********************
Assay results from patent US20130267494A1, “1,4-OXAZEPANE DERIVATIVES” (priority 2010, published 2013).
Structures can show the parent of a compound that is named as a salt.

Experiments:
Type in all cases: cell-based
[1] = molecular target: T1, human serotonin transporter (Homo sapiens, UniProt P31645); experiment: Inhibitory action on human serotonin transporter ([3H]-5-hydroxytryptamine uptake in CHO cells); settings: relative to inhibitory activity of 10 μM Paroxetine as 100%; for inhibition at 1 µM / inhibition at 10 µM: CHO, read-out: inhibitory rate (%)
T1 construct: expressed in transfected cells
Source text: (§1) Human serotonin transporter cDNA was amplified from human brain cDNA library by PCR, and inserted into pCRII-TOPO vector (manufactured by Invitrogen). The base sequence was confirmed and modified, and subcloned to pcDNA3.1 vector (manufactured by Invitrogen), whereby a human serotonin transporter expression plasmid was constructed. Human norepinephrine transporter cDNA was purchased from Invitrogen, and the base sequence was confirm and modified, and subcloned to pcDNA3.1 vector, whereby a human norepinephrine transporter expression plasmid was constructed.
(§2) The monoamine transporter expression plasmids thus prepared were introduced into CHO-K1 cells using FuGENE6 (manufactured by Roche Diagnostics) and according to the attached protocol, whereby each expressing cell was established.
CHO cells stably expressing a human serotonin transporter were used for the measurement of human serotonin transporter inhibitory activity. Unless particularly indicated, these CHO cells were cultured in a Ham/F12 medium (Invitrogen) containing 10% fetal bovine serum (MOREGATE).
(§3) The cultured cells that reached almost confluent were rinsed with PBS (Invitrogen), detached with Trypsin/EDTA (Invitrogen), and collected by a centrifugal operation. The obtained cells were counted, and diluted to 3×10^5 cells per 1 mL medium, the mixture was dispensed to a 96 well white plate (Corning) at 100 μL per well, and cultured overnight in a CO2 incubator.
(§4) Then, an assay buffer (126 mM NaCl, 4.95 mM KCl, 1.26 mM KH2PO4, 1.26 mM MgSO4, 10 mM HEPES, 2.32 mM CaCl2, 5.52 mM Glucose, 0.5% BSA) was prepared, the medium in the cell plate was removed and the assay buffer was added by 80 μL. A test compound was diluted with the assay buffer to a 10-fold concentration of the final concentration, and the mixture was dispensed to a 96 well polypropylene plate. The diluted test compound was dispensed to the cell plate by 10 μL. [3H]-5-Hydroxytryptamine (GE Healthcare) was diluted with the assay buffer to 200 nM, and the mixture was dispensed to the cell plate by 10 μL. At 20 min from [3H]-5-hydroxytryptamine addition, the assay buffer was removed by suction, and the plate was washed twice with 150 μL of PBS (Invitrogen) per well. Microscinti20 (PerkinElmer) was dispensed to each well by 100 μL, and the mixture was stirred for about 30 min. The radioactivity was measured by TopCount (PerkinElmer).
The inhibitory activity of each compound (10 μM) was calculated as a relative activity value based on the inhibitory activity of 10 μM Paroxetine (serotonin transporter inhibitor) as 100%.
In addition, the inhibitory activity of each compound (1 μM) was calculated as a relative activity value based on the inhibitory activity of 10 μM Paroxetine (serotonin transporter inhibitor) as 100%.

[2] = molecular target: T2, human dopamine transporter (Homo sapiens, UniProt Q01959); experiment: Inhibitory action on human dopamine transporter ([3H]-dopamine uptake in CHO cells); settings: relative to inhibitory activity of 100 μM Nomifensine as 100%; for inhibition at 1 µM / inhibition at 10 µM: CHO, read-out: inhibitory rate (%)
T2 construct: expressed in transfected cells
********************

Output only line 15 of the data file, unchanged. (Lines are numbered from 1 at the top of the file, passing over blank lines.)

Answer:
T2 construct: expressed in transfected cells